RDF Changes that Affect a Binding

Often, a new RDF triple is created in the datasource which would only affect a template rule's bindings. Since the bindings section of a rule specifies predicates that may optionally have values, the addition or removal or this RDF data would never be able to add or remove a new result. At the very most, the change would cause a label to be filled in with a value, or cleared when removing an RDF triple.

As described earlier, the query part of a template is checked first to see if it would cause a change. After this, the bindings are examined. This is done whether the query produced a new result, removed one, or the content was not affected, since a binding could have affected any existing results. It's possible, for instance, for every existing row to be affected by a single triple being added to the datasource. Consider the following binding:

<binding subject="?start"

This binding involves a triple pointing out from the starting variable that has been used in these examples. The value for this binding will be the same for every result, so if the category name changes, every result will need to change. However, the builder can use a much simpler process for recalculating the results. Instead of regenerating the content for a result, the builder just looks for attribute values that involve the ?name variable. Those attributes are just recomputed, substituting the new value for ?name instead. This process is repeated for each result that would be affected.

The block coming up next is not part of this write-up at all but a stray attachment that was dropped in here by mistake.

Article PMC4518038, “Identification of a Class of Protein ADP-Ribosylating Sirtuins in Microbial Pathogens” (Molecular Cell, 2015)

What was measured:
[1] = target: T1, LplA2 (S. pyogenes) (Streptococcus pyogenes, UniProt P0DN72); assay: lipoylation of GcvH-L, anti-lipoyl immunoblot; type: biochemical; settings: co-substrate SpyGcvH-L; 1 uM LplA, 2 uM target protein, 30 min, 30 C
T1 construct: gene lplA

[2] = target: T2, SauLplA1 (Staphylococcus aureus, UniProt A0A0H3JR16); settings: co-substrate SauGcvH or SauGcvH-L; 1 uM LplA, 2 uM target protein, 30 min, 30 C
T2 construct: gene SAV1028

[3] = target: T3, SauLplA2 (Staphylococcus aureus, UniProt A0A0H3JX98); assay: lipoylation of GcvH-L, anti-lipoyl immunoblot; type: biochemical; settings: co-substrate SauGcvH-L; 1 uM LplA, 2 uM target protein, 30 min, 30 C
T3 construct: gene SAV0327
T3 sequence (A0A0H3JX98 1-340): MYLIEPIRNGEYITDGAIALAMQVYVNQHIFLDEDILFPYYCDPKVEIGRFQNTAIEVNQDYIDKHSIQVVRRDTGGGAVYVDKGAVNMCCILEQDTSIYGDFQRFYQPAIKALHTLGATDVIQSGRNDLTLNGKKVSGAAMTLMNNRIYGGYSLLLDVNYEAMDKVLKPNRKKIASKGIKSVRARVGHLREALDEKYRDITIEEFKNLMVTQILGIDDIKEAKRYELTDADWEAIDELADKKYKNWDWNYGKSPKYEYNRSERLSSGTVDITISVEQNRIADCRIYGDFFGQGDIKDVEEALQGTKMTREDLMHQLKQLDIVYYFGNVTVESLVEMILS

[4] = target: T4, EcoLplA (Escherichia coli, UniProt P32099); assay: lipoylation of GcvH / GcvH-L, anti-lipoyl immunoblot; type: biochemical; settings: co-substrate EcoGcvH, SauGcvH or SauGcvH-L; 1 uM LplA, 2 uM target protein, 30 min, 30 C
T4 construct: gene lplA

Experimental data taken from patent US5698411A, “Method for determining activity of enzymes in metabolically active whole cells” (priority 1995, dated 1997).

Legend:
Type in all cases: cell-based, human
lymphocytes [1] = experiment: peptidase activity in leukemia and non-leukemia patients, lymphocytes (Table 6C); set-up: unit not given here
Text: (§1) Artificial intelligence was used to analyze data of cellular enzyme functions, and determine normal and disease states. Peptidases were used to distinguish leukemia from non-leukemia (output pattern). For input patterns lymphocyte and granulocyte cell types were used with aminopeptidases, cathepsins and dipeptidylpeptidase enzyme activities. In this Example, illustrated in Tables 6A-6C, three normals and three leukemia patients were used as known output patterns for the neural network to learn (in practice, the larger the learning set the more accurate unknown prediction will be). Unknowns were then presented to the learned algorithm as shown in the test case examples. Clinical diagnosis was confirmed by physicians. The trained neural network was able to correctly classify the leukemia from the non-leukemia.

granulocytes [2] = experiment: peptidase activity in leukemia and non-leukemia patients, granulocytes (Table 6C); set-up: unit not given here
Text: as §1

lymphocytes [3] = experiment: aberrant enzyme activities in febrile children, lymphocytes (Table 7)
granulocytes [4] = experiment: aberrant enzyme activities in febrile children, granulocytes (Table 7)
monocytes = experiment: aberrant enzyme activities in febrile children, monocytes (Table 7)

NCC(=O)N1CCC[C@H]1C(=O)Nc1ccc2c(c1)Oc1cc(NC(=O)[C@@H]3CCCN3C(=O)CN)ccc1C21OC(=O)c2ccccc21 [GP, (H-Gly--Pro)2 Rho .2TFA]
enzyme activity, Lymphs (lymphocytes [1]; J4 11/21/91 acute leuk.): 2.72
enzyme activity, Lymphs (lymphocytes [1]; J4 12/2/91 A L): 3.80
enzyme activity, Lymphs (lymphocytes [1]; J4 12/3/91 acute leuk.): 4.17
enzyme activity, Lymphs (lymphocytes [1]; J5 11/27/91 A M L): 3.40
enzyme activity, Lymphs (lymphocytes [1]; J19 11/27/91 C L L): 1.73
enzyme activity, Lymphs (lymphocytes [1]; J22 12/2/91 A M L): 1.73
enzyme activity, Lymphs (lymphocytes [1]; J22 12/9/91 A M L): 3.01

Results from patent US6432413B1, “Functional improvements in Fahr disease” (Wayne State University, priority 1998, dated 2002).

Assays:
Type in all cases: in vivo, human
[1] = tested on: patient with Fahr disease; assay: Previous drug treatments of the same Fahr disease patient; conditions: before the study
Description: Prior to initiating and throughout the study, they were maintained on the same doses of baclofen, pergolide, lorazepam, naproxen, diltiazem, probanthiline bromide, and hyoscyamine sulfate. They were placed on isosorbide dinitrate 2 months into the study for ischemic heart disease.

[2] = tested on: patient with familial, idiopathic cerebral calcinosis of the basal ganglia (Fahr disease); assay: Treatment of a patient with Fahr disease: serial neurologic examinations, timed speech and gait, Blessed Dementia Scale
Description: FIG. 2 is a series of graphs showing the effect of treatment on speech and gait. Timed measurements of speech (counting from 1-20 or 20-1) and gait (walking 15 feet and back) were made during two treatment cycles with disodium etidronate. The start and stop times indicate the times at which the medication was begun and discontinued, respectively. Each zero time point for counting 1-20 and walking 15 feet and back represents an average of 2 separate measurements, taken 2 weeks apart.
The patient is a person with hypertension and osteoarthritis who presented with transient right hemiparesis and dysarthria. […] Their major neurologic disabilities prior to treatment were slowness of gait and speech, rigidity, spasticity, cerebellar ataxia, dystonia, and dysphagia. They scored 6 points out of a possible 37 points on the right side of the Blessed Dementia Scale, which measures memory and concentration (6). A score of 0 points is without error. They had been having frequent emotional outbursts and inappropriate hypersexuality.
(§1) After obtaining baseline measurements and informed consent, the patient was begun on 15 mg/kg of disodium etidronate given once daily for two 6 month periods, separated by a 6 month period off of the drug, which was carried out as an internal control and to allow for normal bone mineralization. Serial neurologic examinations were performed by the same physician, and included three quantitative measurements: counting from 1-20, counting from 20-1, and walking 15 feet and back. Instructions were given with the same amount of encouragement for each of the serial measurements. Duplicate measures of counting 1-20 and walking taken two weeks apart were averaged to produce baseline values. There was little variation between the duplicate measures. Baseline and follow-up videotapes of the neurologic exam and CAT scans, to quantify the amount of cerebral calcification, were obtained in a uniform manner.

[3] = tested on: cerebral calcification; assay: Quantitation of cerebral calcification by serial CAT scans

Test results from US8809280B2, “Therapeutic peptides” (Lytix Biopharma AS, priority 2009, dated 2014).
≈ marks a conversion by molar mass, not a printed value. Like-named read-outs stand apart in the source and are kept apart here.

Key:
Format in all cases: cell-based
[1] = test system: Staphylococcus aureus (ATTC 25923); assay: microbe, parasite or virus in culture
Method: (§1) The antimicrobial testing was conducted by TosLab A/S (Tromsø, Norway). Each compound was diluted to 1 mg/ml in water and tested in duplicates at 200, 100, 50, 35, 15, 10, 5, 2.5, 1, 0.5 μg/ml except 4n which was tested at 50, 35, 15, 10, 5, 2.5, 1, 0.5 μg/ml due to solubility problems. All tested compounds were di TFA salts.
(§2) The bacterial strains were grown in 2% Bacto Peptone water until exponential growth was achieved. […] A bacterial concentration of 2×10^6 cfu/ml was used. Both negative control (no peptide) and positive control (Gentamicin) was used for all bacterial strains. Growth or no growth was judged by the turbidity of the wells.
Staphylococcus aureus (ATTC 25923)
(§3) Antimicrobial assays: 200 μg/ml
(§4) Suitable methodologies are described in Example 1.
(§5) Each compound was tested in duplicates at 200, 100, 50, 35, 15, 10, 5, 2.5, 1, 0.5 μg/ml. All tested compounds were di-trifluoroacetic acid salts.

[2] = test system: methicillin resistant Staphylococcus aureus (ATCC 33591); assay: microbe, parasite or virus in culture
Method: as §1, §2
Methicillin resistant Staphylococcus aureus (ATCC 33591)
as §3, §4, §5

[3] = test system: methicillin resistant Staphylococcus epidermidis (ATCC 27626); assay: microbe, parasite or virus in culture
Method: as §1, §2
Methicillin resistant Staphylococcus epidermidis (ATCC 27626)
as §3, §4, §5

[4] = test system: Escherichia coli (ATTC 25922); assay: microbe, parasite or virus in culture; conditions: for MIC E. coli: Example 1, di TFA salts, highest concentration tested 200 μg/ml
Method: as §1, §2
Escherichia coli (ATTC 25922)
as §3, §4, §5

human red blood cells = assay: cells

When a template involves multiple queries, the same process is used for each query as with one query. As when generating the results initially, only the highest matching query needs to be applied. The only extra complication to deal with in the multiple query case is when a particular result's member resource already matches a query, yet the new RDF triple would cause an earlier query to match. Since the earlier query takes precedence, the builder handles this by removing the old content first and then adding the new content.